Mar 25, 2015 - 10:15am

Ex-Im in the Real World: Get the Facts Straight


Former Executive Director, International Policy

On March 23, the Chamber sent a letter to the full Senate backing a bipartisan bill to reform and reauthorize the Export-Import Bank of the United States (Ex-Im). An organization called Freedom Partners (FP) responded with an email to the Senate commenting on the Chamber’s letter and pushing its campaign to “end Ex-Im.” However, this purported “fact check” runs afoul of the real world pretty quickly.

Small Business, Big Business?

First, Freedom Partners (FP) takes issue with the Chamber’s statement that Ex-Im is essential to many small and mid-sized companies that export. Plainly, it is a source of continual annoyance to the bank’s critics that small and medium-size businesses account for 85 percent of Ex-Im’s transactions. But this annoyance doesn’t make it less true.

Yes, FP is correct that large companies also use the bank, and when they do — especially for expensive, long-lived capital goods such as aircraft, turbines, locomotives, and nuclear reactors — the dollar amounts involved are large. But so are the numbers of jobs such exports support.

Further, it is a fact that commercial banks generally refuse to extend export finance to small businesses. While banks happily accept domestic receivables as collateral for loans to small businesses, foreign receivables usually are not accepted.

Ex-Im also helps thousands of smaller firms indirectly. Workers at many small and mid-size manufacturers of parts and components in the nuclear power or aircraft sectors, for instance, don’t think of themselves as exporters. But they are: The larger firms that are their market rely on foreign customers for the vast majority of their sales.

Helps Some, Hurts Others?

Second, FP doesn’t like to hear that Ex-Im “supports over 150,000 American jobs at 3,000 companies that depend on the bank’s services in order to compete in global markets,” claiming instead that Ex-Im helps some firms while harming others.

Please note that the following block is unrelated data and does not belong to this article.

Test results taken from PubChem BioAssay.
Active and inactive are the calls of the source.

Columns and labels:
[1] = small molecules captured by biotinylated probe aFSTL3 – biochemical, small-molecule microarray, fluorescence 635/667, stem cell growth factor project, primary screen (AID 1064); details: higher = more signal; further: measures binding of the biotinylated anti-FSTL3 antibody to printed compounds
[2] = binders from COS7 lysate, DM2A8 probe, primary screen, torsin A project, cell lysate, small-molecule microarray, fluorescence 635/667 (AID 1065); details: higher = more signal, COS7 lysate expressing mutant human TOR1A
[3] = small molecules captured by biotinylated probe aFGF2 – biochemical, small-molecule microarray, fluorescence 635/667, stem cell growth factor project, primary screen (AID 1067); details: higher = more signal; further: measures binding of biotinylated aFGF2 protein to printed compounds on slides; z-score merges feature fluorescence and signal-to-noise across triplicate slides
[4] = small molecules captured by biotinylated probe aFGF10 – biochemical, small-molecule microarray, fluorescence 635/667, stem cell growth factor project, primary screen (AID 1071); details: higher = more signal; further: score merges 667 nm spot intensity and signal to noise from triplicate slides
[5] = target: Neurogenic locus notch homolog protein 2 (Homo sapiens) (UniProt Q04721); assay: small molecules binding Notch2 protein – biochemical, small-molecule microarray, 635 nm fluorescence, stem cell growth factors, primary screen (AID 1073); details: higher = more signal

However, international business is conducted in the real world, which doesn’t always align with the preferences of those of us who support free enterprise and free markets. It’s a world where the export credit agencies of the world’s other top trading nations provided 18 times more export credit assistance to their exporters than Ex-Im did to U.S. exporters last year, according to a report prepared by the National Association of Manufacturers with data and analysis from the Economist Intelligence Unit.

It is par for the course for Canadian planes, Chinese trains, and Russian nuclear reactors to be sold worldwide with unashamed backing from the export credit agencies of these firms’ home countries.

Ex-Im does indeed help American exporters; but the beneficiaries of a successful campaign to “end Ex-Im” would be these American companies’ foreign competitors.

Profit or Loss?

Third, FP selectively cites a recent Congressional Budget Office (CBO) paper to contend Ex-Im will cost U.S. taxpayers billions over the next decade. Using the accounting method required by current law, CBO has estimated that Ex-Im’s activities would generate budgetary savings of $14 billion between fiscal years 2015 and 2024. However, CBO estimated Ex-Im’s programs would cost taxpayers $2 billion during this period under an alternative “fair-value” accounting method.

However, consider these facts, which are not in dispute:

  • Since 1990, Ex-Im has sent to the Treasury $7 billion more than it received in appropriations for program and administrative costs.
  • Ex-Im’s overall active default rate has hovered at less than one-quarter of 1 percent for several years.
  • Ex-Im has a $4 billion loan-loss reserve fund to cover any claims, more than meeting OMB requirements.

In its report, CBO did not look at Ex-Im’s eight-decade record. Rather, the report made a set of assumptions about Ex-Im’s 2015 lending profile and extrapolated over a ten-year period to arrive at the $2 billion estimate.

The CBO report makes some highly questionable assumptions. For instance, it assumes Ex-Im will make $37.6 billion in loans per year. That’s significantly more than most experts anticipate and well above recent lending, which has been declining steadily as the financial crisis of 2008-2009 recedes.

Moreover, in 2012, CBO released a similar report in which it estimated that Ex-Im would generate a profit (a “negative subsidy”) for taxpayers even under the fair-value methodology. It isn’t clear what changed in CBO’s approach. We think an eight-decade record beats the CBO’s questionable assumptions and projections.


At a time of disappointing economic growth and tough global competition, these attacks make no sense. Ex-Im is the rare federal agency that actually supports private-sector jobs at no cost to the American taxpayer. It’s time to get over these breathless charges and reauthorize Ex-Im.

About the Author

About the Author

Former Executive Director, International Policy

Christopher W. Wenk is the former executive director of international policy at the U.S. Chamber of Commerce.